When I came home, I sorted out the unfinished business of my emotional connections and wound up on Michael’s doorstep, ready to go all in to see if I’d found my person. We were never apart after that. Two youngsters, 20 and 22, we had a lot of things to learn about each other and life. But despite many bumps in our road, once that fire started it stayed lit, sometimes a high flame, other times almost embers. It never went out. Now, almost 4 years after his death, I’m still here with the same burn I felt for forty-five years. I had no expectations for what life would hold for me after he was gone. Before he died, he would ask me what I would do and said all those things you hear about spouses giving you permission and blessings to move on, to find partnership and happiness because you deserved that. We had been in his health crisis for so long. For years, I needed to use my intellect to transcend my emotions so I could be his best advocate, his clear thinker. At the time, I had a distant awareness that I was already suffering from PTSD. But in trying to live every moment with him and to extend his life as long as possible, how I actually was didn’t become clear to me for awhile. After the stunning shock of initial grief following his death, I slowly began to reorient myself, to reintegrate those parts of me that by necessity, were disparate during the intensity of that time. And in one of life’s great ironies, the perpetual burn from our very long fuse has come roaring back, in the space that’s been vacated by fear and anxiety and the relentless need to provide care. The Michael I now feel with me all the time is free from illness. Age-wise, I feel like we’re in our fifties, not in the first tempestuous years of our shared existence, but in the place we arrived after working through so many normal hurdles. In my dreams, we are talking about daily life or working on regular chores. Lots of times we’re in our garden where we both spent so much time and from which we derived so much pleasure. In the quiet of evening when the house makes its noises, I absentmindedly think he’s in another room or about to come in the door. Though his physical presence never arrives, I feel blanketed by his essence, particularly when I’m worried about our kids or just worried about the world. With the wealth of language that is my gift, I still can’t describe this internal cushion that is still us, any more than I can describe the power of what pulled us together in the first place. I was surprised in 1971 and I’m surprised today.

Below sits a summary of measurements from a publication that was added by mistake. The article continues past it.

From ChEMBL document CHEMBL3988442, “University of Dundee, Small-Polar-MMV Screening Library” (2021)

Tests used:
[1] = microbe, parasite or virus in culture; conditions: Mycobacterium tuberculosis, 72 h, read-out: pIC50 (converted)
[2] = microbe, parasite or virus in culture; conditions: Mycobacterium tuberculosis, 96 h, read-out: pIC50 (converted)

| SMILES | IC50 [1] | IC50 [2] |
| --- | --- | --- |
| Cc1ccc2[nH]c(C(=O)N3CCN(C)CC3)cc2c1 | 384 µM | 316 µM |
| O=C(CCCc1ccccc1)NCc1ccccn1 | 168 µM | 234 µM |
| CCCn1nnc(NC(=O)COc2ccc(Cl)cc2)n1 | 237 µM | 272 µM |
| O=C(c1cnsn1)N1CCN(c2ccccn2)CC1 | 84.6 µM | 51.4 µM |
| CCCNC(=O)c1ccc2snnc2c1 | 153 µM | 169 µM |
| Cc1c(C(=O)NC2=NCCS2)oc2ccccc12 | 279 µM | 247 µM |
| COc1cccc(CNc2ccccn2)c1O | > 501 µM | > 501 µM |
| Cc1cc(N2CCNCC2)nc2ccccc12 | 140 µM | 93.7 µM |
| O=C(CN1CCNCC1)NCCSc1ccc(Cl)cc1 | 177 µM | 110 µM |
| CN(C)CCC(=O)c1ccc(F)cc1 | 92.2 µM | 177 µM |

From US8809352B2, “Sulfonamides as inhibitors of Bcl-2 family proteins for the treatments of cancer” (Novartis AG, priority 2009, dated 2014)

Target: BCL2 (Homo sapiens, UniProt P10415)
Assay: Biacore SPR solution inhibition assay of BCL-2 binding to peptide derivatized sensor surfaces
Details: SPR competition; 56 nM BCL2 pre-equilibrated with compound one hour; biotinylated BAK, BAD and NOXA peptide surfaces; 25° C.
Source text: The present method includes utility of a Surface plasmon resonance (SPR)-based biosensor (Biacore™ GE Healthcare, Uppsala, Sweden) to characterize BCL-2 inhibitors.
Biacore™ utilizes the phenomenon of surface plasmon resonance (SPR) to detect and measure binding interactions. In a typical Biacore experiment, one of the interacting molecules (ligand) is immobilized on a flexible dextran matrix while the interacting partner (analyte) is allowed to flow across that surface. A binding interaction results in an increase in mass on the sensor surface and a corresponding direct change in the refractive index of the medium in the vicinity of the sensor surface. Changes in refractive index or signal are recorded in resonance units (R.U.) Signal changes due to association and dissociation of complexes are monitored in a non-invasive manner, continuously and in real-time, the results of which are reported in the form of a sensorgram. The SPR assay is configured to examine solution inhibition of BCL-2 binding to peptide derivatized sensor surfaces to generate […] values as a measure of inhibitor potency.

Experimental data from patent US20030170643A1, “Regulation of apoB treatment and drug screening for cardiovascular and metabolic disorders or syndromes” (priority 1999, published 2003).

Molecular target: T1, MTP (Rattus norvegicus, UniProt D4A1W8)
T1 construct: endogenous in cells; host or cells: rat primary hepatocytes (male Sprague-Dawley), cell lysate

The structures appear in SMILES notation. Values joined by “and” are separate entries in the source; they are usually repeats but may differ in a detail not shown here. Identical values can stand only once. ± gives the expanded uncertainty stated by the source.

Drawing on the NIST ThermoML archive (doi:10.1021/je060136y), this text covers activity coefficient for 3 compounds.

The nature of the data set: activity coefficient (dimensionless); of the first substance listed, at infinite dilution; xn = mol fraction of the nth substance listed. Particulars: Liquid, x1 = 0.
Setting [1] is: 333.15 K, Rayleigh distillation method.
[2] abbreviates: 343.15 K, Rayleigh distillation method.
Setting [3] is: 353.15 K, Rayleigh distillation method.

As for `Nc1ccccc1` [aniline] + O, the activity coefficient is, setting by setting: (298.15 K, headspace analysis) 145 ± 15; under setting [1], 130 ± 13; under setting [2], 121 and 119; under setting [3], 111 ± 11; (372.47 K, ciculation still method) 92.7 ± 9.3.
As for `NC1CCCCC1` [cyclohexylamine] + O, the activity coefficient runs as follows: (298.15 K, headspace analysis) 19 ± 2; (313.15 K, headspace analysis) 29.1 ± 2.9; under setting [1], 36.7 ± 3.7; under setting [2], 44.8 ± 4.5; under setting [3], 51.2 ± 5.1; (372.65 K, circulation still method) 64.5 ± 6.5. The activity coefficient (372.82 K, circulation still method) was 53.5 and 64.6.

For years, Michael assembled favorite songs, his, mine and our kids’ that he put on our House Favorites CD collection. I think I have 38 of them. He introduced me to Aztec Camera who had a single in 1984 called Still On Fire. Maybe that’s the most apt description of how I’m still feeling now, coming up on May, which holds our wedding anniversary, the birthday of my friend Fern who died in 1988, Mother’s Day, my birthday and finally, the anniversary of his death, four days after my birthday and a scant week before his. I remember sending him silent messages, begging him not to die on my birthday. Maybe he got them as he did so many of my unuttered thoughts through the years, when he’d send me a note while we were both at work, telling me I was making so much noise in his head that he couldn’t concentrate. Peculiar as it sounds and astonishing as it is to me, I think our channels are still open and connected. Don’t ask me to explain – there isn’t a single rational thing I can say about that. As he would say, “it is what it is.”
So I’ve clawed my way through this 49th anniversary of our beginning. Next month, the hits will come, one right after the other. I’ve done this before so I’ll do it again with the personal commitment to accept whatever happens as I move through each one. What a mystifying and unexpected road. But the burning and still on fire part? Better this than to feel nothing. Maybe there really is forever. Still on fire.